Advertisement

Cancer Chemotherapy and Pharmacology

, Volume 71, Issue 3, pp 619–626 | Cite as

Persistent chemoneuropathy in patients receiving the plant alkaloids paclitaxel and vincristine

  • Jessica A. Boyette-Davis
  • Juan P. Cata
  • Larry C. Driver
  • Diane M. Novy
  • Brian M. Bruel
  • Deidre L. Mooring
  • Gwen Wendelschafer-Crabb
  • William R. Kennedy
  • Patrick M. DoughertyEmail author
Original Article

Abstract

Purpose

Chemoneuropathy remains a painful, burdensome complication of cancer treatment for patients receiving a range of chemotherapeutics, yet the cause and persistence of this condition are not fully documented. This study was designed to quantify the longevity of and contributions to neuropathy following treatment with the plant alkaloids paclitaxel and vincristine.

Methods

Quantitative sensory testing was conducted approximately 18 months apart on 14 patients, seven of which had been treated with paclitaxel and seven with vincristine and compared to data from 18 healthy control subjects. In addition, skin biopsies were obtained to investigate changes in the density of Meissner’s corpuscles and epidermal nerve fibers (ENFs), the loss of which is thought to contribute to multiple forms of neuropathy.

Results

Impairments in motor skills, as measured by a grooved peg-board, were found. Deficits in touch detection were observed using von Frey monofilaments, as were changes in sharpness detection using a weighted needle device. Using a Peltier device, warmth and heat detection were impaired. These deficits were consistent across time. Remarkably, the average length of time patients reported painful neuropathy was over four and a half years. Skin biopsies were found to be deficient in Meissner’s corpuscles and ENFs.

Conclusions

The combination of widespread deficits in sensory testing and decreases in skin innervation for cancer patients receiving paclitaxel or vincristine document a persistent polyneuropathy which severely impacts these patients. Decreases in Meissner’s corpuscles and ENFs indicate a possible mechanism for the neuropathy.

Keywords

Chemoneuropathy Paclitaxel Vincristine Epidermal nerve fiber Meissner’s corpuscles 

Notes

Acknowledgments

The work was supported by grants NS046606 and CA124787 and by a gift from the Peggy and Avinash Ahuja Center of Excellence in Pain Research and Treatment. The authors would like to thank Dr. Allen Burton and Dr. Sergio Giralt for their assistance with data collection.

References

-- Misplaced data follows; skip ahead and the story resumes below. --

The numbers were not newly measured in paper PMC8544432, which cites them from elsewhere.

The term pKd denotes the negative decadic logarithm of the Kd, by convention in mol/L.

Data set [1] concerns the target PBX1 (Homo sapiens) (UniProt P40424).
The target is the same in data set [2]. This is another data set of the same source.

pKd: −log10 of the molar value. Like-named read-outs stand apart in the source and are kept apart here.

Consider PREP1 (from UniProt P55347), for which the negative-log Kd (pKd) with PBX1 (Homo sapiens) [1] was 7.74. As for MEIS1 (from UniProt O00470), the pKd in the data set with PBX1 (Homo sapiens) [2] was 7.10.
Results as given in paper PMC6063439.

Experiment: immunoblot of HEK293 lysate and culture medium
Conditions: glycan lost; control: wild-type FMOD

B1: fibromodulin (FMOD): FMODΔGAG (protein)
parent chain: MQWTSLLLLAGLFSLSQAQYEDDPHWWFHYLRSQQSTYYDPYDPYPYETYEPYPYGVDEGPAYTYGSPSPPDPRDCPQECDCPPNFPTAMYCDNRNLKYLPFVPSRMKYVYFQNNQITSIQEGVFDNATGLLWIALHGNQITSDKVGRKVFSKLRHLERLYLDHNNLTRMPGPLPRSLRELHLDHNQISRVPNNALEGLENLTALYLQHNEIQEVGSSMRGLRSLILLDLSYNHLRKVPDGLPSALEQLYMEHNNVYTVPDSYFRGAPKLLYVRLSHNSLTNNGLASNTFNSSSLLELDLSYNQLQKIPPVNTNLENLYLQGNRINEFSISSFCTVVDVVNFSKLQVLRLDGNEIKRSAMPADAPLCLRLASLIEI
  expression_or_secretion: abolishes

1. 1.
    Argyriou AA, Polychronopoulos P, Iconomou G, Koutras A, Makatsoris T, Gerolymos MK, Gourzis P, Assimakopoulos K, Kalofonos HP, Chroni E (2007) Incidence and characteristics of peripheral neuropathy during oxaliplatin-based chemotherapy for metastatic colon cancer. Acta Oncol 46:1131–1137PubMedCrossRefGoogle Scholar
  2. 2.
    Boyette-Davis J, Dougherty PM (2011) Protection against oxaliplatin-induced mechanical hyperalgesia and intraepidermal nerve fiber loss by minocycline. Exp Neurol 229:353–357PubMedCrossRefGoogle Scholar
  3. 3.
    Boyette-Davis J, Xin W, Zhang H, Dougherty PM (2011) Intraepidermal nerve fiber loss corresponds to the development of Taxol-induced hyperalgesia and can be prevented by treatment with minocycline. Pain 152:308–313PubMedCrossRefGoogle Scholar
  4. 4.
    Boyette-Davis JA, Cata JP, Zhang H, Driver LC, Wendelschafer-Crabb G, Kennedy WR Dougherty PM (2011) Follow-up psychophysical studies in bortezomib-related chemoneuropathy patients. J PainGoogle Scholar
  5. 5.
    Burakgazi AZ, Messersmith W, Vaidya D, Hauer P, Hoke A, Polydefkis M (2011) Longitudinal assessment of oxaliplatin-induced neuropathy. Neurology 77:980–986PubMedCrossRefGoogle Scholar
  6. 6.
    Cata JP, Weng H-R, Burton AW, Villareal H, Giralt S, Dougherty PM (2007) Quantitative sensory findings in patients with bortezomib-induced pain. J Pain 8:296–306PubMedCrossRefGoogle Scholar
  7. 7.
    Cata JP, Weng H-R, Dougherty PM (2006) Clinical and experimental findings in humans and animals with chemotherapy-induced peripheral neuropathy. Minerva Anes 72:151–169Google Scholar
  8. 8.
    Cavaletti G, Bogliun G, Marzorati L, Zincone A, Marzola M, Colombo N, Tredici G (1995) Peripheral neurotoxicity of taxol in patients previously treated with cisplatin. Cancer 75:1141–1150PubMedCrossRefGoogle Scholar
  9. 9.
    Chaudhry V, Chaudhry M, Crawford TO, Simmons-O’Brien E, Griffin JW (2003) Toxic neuropathy in patients with pre-existing neuropathy. Neurology 60:337–340PubMedCrossRefGoogle Scholar
  10. 10.
    Dougherty PM, Cata JP, Burton AW, Vu K, Weng HR (2007) Dysfunction in multiple primary afferent fiber subtypes revealed by quantitative sensory testing in patients with chronic vincristine-induced pain. J Pain Symptom Manage 33:166–179PubMedCrossRefGoogle Scholar
  11. 11.